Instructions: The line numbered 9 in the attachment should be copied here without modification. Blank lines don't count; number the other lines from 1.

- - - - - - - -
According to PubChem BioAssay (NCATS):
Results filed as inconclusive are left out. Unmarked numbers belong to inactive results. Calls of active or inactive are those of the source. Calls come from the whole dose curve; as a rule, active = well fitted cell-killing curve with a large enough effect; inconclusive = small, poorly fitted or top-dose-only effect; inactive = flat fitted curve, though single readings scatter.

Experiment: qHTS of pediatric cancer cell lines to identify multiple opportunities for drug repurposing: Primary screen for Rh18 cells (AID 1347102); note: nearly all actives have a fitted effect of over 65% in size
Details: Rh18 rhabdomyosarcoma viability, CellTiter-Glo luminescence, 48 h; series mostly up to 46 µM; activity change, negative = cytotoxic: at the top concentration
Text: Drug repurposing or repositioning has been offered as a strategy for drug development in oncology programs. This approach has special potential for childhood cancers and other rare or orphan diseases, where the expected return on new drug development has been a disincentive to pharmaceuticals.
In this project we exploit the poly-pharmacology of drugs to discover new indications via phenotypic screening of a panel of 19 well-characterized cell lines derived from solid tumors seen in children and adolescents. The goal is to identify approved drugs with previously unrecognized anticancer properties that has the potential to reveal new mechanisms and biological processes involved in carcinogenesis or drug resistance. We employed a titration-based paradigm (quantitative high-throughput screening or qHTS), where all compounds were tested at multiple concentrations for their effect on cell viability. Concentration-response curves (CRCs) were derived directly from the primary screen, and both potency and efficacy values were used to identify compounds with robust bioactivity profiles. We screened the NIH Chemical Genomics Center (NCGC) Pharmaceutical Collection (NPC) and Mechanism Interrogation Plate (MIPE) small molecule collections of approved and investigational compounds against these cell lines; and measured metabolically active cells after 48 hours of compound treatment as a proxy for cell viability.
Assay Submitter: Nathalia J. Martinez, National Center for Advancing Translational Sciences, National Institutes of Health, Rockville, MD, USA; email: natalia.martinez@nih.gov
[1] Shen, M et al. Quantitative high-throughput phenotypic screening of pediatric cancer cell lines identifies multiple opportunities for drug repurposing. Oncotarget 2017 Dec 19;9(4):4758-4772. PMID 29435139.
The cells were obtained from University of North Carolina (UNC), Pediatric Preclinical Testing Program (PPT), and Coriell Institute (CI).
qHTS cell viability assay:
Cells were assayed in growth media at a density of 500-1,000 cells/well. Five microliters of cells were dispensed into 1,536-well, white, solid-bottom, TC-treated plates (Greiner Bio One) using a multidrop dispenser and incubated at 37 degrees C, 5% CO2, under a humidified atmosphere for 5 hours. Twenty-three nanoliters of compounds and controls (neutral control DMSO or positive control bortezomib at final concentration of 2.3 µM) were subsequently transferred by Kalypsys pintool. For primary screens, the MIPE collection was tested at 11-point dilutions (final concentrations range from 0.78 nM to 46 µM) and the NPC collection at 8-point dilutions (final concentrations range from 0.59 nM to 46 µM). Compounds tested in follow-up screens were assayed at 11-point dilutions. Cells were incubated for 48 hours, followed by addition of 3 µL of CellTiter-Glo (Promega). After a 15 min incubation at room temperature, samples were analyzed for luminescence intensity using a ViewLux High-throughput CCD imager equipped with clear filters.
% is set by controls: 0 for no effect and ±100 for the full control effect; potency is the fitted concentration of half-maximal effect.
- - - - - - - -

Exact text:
The cells were obtained from University of North Carolina (UNC), Pediatric Preclinical Testing Program (PPT), and Coriell Institute (CI).